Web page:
It has been over ten years since I read this book (and I believe that it was an old book even then), so the title, and many of the details, completely escape me.

In this novel, the main characters consist of a crew of a ship whose sole purpose is to make first contact with new alien species and learn/teach their language, so that they can establish regular communication norms with that species.

The crew discovers, somehow, that dark matter is made of a bunch of gigantic sentient, hyper-intelligent single-celled organisms. They communicate with them.

Even though we can't detect dark matter, the book contrives a way for them to communicate with the humans. To the best of my recollection, what happens is that the cells are so massive that their gravity traps errant charged particles. They can then vibrate those particles somehow, and the resulting electromagnetic radiation is what the humans detect.

Much of the book is the explanation of the process by which they attempt to communicate. They start with what they consider to be the most universal language: basic arithmetic. I don't remember how it proceeds from there, but I remember the explanation of the process of first-contact communication being a central part of the book.

The species is single-celled and hyper-intelligent. That means each individual is a cell, and you can hold a high level, thought-provoking conversation with one. They also refer to each other as individuals, and have identities for each of them. (Much like we have names for each other.)

I don't exactly remember the size scale of each cell. But at the very least, they are planetary in size. That is, one individual is at least the size of a planet. They may be as big as stars, though I don't recall.

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I wonder if this could be Starplex by Robert J. Sawyer.

I have to confess I don't remember the details of the book as it's a long time ago I read it, but from skimming through it the book is about the discovery of dark matter organisms that the book calls Darmats. The first discovery is in chapter 12:

In the framed-off area was a dark-matter sphere, seen from almost directly above its equator. Actually, it wasn’t anywhere near a perfect sphere: this one was flattened at the poles. Light and dark latitudinal cloud bands crossed its face. According to the scale bars, this was one of the largest spheres they’d found, measuring 172,000 kilometers in diameter.

172,000 kilometers in diameter is about 13 times bigger than the Earth, so these are indeed planetary sized organisms. The Darmats aren't single celled, but you may be remembering a scene where one of the Darmats reproduces by fission like a cell:

When the image reappeared, the two spheres were joined by only about a tenth of the original globe’s diameter. Everyone watched, rapt, silence broken only by the gentle whir of the air-conditioning equipment, as the process reached its inevitable conclusion. The two spheres broke free from each other. One immediately started curving toward the bottom of the frame; the other, toward the top. As they distanced themselves from each other, the orange reference dots on each of their equators began to take longer and longer to complete their paths—the rotation was slowing down.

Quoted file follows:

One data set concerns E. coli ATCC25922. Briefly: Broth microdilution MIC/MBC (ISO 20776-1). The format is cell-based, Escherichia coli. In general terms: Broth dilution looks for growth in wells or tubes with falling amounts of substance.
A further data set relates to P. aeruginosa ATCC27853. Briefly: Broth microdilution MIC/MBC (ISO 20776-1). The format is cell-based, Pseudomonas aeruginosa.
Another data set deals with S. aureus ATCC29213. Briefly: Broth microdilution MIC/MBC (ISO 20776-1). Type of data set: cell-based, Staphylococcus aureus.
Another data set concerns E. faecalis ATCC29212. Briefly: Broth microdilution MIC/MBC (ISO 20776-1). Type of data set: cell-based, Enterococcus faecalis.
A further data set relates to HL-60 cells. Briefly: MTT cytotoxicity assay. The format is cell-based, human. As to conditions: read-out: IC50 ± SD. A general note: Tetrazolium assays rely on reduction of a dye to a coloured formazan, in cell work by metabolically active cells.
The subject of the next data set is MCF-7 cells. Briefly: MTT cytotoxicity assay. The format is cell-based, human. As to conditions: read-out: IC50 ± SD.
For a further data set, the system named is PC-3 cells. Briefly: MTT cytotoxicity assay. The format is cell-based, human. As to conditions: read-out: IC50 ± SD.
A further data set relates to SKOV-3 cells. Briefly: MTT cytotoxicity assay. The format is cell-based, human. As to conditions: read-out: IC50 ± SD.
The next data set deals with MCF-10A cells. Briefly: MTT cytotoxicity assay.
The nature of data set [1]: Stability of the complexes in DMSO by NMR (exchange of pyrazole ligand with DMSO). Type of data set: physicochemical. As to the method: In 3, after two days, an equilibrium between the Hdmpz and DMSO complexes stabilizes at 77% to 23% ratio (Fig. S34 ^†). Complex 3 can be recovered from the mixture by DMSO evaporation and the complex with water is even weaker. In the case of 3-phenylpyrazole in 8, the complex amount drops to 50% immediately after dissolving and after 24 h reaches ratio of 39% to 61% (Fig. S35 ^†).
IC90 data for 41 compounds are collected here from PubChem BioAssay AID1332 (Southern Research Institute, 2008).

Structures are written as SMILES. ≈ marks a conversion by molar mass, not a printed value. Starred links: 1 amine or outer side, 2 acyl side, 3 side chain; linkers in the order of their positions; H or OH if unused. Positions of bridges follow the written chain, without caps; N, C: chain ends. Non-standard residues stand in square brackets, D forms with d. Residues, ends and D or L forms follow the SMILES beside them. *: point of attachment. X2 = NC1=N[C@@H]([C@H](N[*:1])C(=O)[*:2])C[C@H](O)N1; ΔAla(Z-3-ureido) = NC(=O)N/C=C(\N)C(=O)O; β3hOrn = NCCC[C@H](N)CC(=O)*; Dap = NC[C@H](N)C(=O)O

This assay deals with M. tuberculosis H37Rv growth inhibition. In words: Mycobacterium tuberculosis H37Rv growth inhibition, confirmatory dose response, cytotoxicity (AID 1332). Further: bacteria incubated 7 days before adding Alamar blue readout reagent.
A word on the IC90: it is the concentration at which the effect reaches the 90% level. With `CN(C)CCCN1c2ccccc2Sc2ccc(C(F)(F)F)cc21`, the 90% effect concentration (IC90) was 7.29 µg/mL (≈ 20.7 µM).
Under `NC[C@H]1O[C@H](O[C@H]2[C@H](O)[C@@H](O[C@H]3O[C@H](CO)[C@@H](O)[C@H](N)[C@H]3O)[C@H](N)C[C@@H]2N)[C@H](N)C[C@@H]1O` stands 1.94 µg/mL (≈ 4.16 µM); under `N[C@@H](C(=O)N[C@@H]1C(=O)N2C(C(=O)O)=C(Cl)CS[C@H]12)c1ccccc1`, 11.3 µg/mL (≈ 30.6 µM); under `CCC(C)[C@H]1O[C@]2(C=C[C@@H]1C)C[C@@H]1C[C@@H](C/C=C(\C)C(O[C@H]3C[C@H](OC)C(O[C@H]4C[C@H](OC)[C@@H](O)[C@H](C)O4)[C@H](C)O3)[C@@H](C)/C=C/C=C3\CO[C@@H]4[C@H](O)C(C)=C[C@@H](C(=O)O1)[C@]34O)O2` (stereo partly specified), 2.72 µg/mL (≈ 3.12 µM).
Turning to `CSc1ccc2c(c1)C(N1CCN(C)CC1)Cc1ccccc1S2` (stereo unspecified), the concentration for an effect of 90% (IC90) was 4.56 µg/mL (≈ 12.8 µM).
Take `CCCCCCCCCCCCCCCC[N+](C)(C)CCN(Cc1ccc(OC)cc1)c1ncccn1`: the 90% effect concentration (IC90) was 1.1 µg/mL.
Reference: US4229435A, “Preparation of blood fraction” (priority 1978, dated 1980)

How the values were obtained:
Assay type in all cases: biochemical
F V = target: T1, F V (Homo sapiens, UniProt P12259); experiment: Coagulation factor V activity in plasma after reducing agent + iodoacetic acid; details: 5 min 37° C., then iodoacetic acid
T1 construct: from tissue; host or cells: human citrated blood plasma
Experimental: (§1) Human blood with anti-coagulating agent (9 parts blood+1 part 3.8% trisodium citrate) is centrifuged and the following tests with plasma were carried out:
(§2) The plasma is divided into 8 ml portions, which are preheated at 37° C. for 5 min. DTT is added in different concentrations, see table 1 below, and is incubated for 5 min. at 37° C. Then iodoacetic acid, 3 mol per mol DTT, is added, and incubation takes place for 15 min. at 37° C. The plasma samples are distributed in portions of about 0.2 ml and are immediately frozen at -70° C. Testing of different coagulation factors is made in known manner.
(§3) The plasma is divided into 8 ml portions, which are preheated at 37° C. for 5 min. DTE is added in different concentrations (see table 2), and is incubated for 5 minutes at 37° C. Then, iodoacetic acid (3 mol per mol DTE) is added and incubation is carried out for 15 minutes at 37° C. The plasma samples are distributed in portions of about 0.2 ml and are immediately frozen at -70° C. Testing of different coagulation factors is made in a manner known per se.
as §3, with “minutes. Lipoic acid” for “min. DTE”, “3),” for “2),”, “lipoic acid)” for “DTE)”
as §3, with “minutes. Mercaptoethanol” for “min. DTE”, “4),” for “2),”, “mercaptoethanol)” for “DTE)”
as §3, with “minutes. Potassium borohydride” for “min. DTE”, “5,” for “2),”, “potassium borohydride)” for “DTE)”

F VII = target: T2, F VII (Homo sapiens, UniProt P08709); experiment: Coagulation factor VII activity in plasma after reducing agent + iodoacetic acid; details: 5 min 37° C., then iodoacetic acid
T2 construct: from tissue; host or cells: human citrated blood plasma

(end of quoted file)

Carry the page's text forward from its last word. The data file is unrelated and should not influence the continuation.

Rissa turned to face Keith, her eyes wide. “It’s like a cell,” she, said. “A cell undergoing mitosis.”

“Exactly,” said Rhombus. “Except that in this case, the mother cell is some hundred and seventy thousand kilometers in diameter. Or, at least it was before this started happening.”

The remainder of the book then concerns the (successful) attempts to communicate with the Darmats.

At the end it turns out that:

The Darmats created the universe!

“Yes,” barked Jag, “quantum physics demands qualified observers. Yes, intelligence is necessary to determine which possibility becomes reality. But in our arrogance we thought that the universe could work for fifteen billion years without us, and yet that it somehow was geared to give rise to us. Such hubris! The intelligent observers are not us—tiny beings, isolated on a handful of worlds in all the vastness of space. The intelligent observers are the dark-matter creatures. They have been spinning galaxies into spirals for billions upon billions of years. It is their intellect, their observations, their sentience that drives the universe, that gives quantum potentialities concrete reality. We are nothing—nothing!—but a recent, localized phenomenon—a spot of mold on a universe that doesn’t need us, or care that we exist. Cat’s Eye was absolutely right when he said we were insignificant. This is their universe—the darmats’ universe. They made it, and they made us, too!”

  • 172,000km is actually 13 times the size of the Earth, not just 1.5x. Commented Feb 14, 2019 at 17:16
  • Oops, yes, so it is :-) The Earth radius is 6,000km give or take so the diameter is 12,000km. I missed a factor of ten. Commented Feb 14, 2019 at 17:29
  • But what's an order of magnitude between fellow stack exchangers? Commented Feb 14, 2019 at 23:45
  • I believe that's it, thanks! Though, when looking for the synopsis, it turns out there were a lot of action scenes. That's odd, because I don't remember that at all. I guess typical Star Wars type scenes don't leave as much an impression as unique and clever alien concepts. Commented Feb 15, 2019 at 3:38

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